The Good, The Bad And The Ugly is the only one I’d call a “masterpiece” but these first two are also very good in a different way & are much more straightforward in telling their stories, which some people may prefer. There’s still a fair amount of time spent on characters standing around & staring at each other but it wasn’t yet to the extreme Leone went to in Once Upon A Time In The West. No, I’m not being a smart ass because I think that film is brilliant – the opening scene honestly contains the best staring ever committed to film. Here you go – the Once Upon A Time In The West staredown!

But back to A Fistful Of Dollars… I did find this the weakest of the three, mainly due to the fact that I didn’t really connect with or care about any of the characters (other than one family with a small boy) whereas the next film had a better revenge theme going on that I found more interesting & also had a good partnership that this one lacked. There’s plenty here for dudes, though – lots of fighting (with & without guns) and the usual amount of Clint Eastwood just looking like a stud while smoking & wearing a poncho. Eastwood IS very cool in these spaghetti Westerns, whether they’re your sort of thing or not, and has a great presence that not all actors manage (but is matched by his co-star in the second film). I now have less experience with his Dirty Harry movies than his Westerns but I think the Westerns suit him better.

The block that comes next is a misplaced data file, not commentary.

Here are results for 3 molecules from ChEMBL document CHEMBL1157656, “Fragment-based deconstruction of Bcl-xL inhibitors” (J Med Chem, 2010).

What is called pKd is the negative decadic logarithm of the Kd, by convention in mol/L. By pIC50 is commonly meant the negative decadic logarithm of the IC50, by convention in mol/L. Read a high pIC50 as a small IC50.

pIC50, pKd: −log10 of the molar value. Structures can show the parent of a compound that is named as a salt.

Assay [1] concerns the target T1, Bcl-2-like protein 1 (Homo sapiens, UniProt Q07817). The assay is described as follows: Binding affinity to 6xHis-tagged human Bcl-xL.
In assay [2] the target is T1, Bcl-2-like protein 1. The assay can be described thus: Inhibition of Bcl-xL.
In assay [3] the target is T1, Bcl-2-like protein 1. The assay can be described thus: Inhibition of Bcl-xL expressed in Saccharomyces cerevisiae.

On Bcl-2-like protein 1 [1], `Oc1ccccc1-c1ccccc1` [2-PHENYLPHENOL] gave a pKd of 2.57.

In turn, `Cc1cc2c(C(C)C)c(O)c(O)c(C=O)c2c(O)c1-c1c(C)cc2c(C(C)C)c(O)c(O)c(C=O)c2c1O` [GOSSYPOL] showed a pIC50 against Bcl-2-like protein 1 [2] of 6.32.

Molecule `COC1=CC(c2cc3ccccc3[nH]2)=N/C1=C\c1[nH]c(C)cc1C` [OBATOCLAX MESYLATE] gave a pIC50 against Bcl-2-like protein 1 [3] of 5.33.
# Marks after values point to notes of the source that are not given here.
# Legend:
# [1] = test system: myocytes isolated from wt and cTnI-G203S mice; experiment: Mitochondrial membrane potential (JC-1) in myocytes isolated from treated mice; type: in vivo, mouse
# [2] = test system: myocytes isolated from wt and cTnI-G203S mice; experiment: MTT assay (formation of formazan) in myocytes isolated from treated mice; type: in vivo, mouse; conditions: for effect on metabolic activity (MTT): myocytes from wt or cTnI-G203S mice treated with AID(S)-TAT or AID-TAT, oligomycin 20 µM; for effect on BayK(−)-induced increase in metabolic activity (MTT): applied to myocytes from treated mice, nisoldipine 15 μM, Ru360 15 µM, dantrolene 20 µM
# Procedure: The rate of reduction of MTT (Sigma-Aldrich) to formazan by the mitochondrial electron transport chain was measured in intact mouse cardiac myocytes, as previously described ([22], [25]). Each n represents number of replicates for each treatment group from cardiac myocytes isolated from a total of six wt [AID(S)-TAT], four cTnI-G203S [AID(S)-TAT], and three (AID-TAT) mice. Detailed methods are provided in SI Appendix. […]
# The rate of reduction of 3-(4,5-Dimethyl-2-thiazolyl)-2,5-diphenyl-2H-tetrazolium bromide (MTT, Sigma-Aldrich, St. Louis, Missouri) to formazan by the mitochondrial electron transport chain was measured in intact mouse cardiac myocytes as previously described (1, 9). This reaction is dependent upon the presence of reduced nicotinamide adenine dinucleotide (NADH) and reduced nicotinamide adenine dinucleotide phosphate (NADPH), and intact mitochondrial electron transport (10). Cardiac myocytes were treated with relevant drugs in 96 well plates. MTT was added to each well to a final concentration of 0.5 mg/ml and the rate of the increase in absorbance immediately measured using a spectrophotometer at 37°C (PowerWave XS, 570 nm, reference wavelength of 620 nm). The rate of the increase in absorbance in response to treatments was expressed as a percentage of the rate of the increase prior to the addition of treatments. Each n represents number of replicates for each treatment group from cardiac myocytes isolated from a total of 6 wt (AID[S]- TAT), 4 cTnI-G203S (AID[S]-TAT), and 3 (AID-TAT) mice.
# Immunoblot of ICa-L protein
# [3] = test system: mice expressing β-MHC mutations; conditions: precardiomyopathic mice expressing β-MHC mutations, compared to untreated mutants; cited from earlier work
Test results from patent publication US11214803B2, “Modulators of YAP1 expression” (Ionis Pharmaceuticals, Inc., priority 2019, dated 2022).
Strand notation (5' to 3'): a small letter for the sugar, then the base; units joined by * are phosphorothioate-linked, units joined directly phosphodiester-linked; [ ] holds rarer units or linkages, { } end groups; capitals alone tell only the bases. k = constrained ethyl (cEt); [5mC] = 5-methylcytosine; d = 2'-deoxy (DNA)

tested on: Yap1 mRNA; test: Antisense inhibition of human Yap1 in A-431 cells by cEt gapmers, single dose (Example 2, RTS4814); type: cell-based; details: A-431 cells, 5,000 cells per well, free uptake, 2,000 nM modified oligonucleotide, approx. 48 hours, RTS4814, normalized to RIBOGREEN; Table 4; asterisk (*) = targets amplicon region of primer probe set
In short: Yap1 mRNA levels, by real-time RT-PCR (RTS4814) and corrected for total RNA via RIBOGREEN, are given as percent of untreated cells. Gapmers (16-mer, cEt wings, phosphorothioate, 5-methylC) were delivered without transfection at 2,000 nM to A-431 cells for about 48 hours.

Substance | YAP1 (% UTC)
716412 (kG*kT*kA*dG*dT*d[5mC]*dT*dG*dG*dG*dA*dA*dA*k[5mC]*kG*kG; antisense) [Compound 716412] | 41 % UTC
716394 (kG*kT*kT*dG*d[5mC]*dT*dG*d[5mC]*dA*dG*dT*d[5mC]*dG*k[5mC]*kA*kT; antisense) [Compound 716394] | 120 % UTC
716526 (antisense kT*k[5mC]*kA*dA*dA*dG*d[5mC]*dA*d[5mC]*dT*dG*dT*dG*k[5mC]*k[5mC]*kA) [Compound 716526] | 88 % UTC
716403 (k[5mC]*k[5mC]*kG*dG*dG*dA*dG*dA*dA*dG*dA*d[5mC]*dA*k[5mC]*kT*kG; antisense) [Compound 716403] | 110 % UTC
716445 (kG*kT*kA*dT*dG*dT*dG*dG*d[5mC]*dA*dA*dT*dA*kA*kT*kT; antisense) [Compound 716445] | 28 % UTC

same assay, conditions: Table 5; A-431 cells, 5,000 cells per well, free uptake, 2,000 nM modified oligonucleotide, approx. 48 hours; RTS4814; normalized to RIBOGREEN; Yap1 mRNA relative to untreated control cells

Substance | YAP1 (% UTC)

This film does of course have yet another great showdown (as to be expected at the end of every Leone film I’ve seen so far). To say it’s the weakest of the three (or four if I include West as well) isn’t really a bad thing as all the Leone films I’ve now seen are fantastic & I can understand why they’re so popular even though this isn’t my favorite genre so I’ll never love them to the same degree as fans.

My Rating: 7/10

For a Few Dollars More (1965) (Italian: Per qualche dollaro in più)

Directed by Sergio Leone

Starring: Clint Eastwood, Lee Van Cleef, Gian Maria Volontè, Luigi Pistilli, Aldo Sambrell, Klaus Kinski, Mario Brega

Music by Ennio Morricone

Plot Synopsis: (via IMDB)
Two bounty hunters with the same intentions team up to track down a Western outlaw.

My Opinion: